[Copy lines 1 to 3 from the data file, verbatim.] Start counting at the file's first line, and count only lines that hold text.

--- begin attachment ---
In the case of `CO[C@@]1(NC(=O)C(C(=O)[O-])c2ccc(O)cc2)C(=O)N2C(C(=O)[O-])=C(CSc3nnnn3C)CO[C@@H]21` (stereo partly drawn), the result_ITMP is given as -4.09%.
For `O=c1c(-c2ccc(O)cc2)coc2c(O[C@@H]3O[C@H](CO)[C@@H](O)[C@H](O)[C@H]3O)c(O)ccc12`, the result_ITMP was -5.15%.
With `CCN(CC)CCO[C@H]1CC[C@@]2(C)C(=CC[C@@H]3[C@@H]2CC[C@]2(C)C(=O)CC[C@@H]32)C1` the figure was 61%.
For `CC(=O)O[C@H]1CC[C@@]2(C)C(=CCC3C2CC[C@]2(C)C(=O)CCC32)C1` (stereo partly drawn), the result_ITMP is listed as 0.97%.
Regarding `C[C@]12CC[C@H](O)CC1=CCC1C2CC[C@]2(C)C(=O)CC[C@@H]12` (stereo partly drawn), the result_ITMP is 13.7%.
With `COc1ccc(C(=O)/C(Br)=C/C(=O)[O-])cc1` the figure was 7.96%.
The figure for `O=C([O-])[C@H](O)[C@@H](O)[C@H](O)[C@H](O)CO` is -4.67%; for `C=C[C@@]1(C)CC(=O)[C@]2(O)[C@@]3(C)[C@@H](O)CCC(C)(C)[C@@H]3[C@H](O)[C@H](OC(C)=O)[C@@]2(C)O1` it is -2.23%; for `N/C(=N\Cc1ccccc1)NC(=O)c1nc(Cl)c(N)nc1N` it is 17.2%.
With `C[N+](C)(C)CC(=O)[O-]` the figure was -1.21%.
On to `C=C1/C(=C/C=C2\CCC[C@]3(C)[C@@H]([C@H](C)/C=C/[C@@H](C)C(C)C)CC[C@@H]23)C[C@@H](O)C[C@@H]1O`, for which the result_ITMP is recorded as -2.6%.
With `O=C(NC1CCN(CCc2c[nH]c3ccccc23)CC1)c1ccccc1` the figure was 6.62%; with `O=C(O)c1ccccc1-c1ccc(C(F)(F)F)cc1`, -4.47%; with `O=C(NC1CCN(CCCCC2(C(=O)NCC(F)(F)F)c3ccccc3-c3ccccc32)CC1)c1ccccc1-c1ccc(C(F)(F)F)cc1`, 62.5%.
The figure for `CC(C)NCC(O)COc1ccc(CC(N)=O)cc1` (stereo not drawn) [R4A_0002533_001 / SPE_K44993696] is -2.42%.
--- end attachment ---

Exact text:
In the case of `CO[C@@]1(NC(=O)C(C(=O)[O-])c2ccc(O)cc2)C(=O)N2C(C(=O)[O-])=C(CSc3nnnn3C)CO[C@@H]21` (stereo partly drawn), the result_ITMP is given as -4.09%.
For `O=c1c(-c2ccc(O)cc2)coc2c(O[C@@H]3O[C@H](CO)[C@@H](O)[C@H](O)[C@H]3O)c(O)ccc12`, the result_ITMP was -5.15%.
With `CCN(CC)CCO[C@H]1CC[C@@]2(C)C(=CC[C@@H]3[C@@H]2CC[C@]2(C)C(=O)CC[C@@H]32)C1` the figure was 61%.